Soft Drinks and Behavioral Problems in Young Children

Cincinnati, OH, August 16, 2013

Americans buy more soft drinks per capita than people in any other country. These drinks are consumed by individuals of all ages, including very young children. Although soft drink consumption is associated with aggression, depression, and suicidal thoughts in adolescents, the relationship had not been evaluated in younger children. A new study scheduled for publication in The Journal of Pediatrics finds that aggression, attention problems, and withdrawal behavior are all associated with soft drink consumption in young children.

Shakira Suglia, ScD, and colleagues from Columbia University’s Mailman School of Public Health, University of Vermont, and Harvard School of Public Health assessed approximately 3,000 5-year-old children enrolled in the Fragile Families and Child Wellbeing Study, a prospective birth cohort that follows mother-child pairs from 20 large U.S. cities. Mothers reported their child’s soft drink consumption and completed the Child Behavior Checklist based on their child’s behavior during the previous two months. The researchers found that 43% of the children consumed at least 1 serving of soft drinks per day, and 4% consumed 4 or more.

Aggression, withdrawal, and attention problems were associated with soda consumption. Even after adjusting for sociodemographic factors, maternal depression, intimate partner violence, and paternal incarceration, any soft drink consumption was associated with increased aggressive behavior. Children who drank 4 or more soft drinks per day were more than twice as likely to destroy things belonging to others, get into fights, and physically attack people. They also had increased attention problems and withdrawal behavior compared with those who did not consume soft drinks.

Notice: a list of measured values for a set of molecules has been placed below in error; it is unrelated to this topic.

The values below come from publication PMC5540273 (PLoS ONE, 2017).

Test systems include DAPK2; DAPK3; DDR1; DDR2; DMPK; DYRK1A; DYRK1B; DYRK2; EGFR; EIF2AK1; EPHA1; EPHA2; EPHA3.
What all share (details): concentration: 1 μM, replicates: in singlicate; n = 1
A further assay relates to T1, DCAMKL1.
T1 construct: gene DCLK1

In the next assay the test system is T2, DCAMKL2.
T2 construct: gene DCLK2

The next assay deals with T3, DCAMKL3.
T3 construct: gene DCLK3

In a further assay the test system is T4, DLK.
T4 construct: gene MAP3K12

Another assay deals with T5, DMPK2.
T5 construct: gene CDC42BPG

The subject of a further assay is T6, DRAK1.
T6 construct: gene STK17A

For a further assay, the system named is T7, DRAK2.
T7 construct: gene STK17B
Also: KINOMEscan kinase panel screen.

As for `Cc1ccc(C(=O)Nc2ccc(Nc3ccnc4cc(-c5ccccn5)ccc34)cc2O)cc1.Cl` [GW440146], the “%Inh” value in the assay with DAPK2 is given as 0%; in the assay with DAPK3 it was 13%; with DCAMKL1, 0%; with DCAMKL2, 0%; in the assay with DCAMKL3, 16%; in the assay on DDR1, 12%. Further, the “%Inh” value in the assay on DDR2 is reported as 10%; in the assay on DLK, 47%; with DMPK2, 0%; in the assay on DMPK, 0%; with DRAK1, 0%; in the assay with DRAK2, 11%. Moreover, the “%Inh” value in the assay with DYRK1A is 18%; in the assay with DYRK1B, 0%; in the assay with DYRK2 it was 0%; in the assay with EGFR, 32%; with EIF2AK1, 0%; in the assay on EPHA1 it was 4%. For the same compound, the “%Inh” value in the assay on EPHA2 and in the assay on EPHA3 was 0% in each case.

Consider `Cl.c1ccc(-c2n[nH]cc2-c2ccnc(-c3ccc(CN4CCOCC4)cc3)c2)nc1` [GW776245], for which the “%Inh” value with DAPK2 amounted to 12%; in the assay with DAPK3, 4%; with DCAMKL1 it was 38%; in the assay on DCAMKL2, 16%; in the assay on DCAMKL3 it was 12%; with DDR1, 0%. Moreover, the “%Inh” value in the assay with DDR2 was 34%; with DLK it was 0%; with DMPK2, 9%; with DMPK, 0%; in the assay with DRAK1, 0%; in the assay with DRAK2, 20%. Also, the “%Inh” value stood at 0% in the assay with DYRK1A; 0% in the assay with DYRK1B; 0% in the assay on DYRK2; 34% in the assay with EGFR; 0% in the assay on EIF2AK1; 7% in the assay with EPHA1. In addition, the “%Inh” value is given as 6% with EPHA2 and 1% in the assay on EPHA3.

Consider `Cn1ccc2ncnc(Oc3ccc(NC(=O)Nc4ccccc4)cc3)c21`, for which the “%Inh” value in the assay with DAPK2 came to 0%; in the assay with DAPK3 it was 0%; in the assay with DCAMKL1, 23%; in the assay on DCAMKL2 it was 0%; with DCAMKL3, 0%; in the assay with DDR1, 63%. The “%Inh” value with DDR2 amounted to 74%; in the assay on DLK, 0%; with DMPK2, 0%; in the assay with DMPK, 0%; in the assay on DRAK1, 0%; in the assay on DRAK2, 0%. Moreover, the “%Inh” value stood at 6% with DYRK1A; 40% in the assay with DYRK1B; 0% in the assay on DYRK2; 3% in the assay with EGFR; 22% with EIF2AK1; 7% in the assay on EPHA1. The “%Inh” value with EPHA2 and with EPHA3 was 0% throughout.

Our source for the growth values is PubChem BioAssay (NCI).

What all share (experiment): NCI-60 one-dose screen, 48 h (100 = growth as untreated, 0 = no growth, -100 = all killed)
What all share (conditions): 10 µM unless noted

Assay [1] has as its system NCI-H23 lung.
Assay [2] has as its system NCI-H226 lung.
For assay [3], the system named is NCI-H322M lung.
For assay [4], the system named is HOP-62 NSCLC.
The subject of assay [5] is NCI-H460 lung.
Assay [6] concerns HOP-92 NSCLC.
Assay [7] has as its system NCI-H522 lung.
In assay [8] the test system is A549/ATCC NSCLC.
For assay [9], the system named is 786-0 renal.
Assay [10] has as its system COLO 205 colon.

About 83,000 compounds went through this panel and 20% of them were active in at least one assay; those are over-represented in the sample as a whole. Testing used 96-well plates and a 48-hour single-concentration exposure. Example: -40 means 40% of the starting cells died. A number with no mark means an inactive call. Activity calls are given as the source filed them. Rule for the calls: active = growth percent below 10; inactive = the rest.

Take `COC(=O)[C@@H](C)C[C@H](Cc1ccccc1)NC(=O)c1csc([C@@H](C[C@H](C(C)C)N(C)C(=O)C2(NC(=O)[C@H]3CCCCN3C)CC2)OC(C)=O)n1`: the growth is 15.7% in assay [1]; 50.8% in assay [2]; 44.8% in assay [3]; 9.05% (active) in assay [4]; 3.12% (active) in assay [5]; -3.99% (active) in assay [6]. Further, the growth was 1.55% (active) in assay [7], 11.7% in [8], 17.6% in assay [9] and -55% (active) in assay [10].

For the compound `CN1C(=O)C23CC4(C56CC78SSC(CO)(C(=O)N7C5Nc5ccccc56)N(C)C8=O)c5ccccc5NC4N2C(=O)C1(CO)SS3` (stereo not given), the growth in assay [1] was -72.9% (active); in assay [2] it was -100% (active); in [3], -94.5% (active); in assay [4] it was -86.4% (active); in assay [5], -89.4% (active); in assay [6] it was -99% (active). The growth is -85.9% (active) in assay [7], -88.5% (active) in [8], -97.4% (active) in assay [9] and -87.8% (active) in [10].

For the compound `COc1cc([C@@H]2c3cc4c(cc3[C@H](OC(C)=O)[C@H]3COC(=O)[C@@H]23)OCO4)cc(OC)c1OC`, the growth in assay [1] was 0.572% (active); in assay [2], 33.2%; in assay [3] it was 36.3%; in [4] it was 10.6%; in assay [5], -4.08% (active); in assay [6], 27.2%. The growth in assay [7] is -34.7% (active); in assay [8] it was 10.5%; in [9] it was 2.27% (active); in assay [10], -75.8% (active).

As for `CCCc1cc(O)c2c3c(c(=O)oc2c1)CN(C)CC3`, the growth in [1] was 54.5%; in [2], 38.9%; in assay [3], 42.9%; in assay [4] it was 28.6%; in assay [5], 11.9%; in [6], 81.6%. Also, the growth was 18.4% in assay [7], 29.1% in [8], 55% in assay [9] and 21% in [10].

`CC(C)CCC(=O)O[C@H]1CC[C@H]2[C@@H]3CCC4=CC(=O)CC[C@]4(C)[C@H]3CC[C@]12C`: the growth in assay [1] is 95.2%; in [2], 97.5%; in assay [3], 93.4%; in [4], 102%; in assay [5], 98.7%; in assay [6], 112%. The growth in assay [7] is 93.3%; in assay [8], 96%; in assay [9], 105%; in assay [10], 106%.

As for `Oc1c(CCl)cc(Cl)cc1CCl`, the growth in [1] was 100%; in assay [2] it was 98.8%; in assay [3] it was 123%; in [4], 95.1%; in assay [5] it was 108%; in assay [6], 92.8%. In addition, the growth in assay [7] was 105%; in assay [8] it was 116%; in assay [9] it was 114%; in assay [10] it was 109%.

According to Dr. Suglia, “We found that the child’s aggressive behavior score increased with every increase in soft drinks servings per day.” Although this study cannot identify the exact nature of the association between soft drink consumption and problem behaviors, limiting or eliminating a child’s soft drink consumption may reduce behavioral problems.

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Notes for Editors
“Soft Drinks Consumption Is Associated with Behavior Problems in 5-Year-Olds,” by Shakira F. Suglia, ScD, Sara Solnick, PhD, and David Hemenway, PhD, appears in The Journal of Pediatrics (www.jpeds.com), DOI 10.1016/j.jpeds.2013.06.023, published by Elsevier.

About The Journal of Pediatrics

The Journal of Pediatrics
is a primary reference for the science and practice of pediatrics and its subspecialties. This authoritative resource of original, peer-reviewed articles oriented toward clinical practice helps physicians stay abreast of the latest and ever-changing developments in pediatric medicine. The Journal of Pediatrics is ranked 4th out of 121 pediatric medical journals (2012 Journal Citation Reports®, published by Thomson Reuters). URL: www.jpeds.com

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Media contact
Monica Helton
+1 513 636 7140
journal.pediatrics@cchmc.org